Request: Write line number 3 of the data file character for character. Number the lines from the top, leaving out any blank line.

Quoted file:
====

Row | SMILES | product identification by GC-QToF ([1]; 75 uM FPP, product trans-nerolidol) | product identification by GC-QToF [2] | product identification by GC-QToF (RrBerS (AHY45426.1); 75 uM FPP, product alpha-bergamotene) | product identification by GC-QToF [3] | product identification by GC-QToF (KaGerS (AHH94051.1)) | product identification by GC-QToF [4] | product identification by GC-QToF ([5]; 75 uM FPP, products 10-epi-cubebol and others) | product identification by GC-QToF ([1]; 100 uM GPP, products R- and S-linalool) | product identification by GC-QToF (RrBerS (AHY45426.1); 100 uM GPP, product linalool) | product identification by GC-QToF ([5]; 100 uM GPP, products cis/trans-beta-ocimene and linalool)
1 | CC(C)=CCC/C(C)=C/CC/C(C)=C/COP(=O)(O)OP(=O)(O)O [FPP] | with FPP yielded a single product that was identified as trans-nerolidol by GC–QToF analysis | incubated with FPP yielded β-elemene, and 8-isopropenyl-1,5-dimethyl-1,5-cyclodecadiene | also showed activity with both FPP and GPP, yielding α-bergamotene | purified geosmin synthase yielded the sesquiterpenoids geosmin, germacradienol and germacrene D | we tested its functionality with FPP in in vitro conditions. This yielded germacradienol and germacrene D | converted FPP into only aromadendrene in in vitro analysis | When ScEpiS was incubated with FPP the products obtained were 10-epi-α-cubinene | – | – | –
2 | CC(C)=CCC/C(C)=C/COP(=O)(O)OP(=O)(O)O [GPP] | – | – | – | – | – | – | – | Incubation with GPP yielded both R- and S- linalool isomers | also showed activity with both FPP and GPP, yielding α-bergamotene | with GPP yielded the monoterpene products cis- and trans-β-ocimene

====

2 | CC(C)=CCC/C(C)=C/COP(=O)(O)OP(=O)(O)O [GPP] | – | – | – | – | – | – | – | Incubation with GPP yielded both R- and S- linalool isomers | also showed activity with both FPP and GPP, yielding α-bergamotene | with GPP yielded the monoterpene products cis- and trans-β-ocimene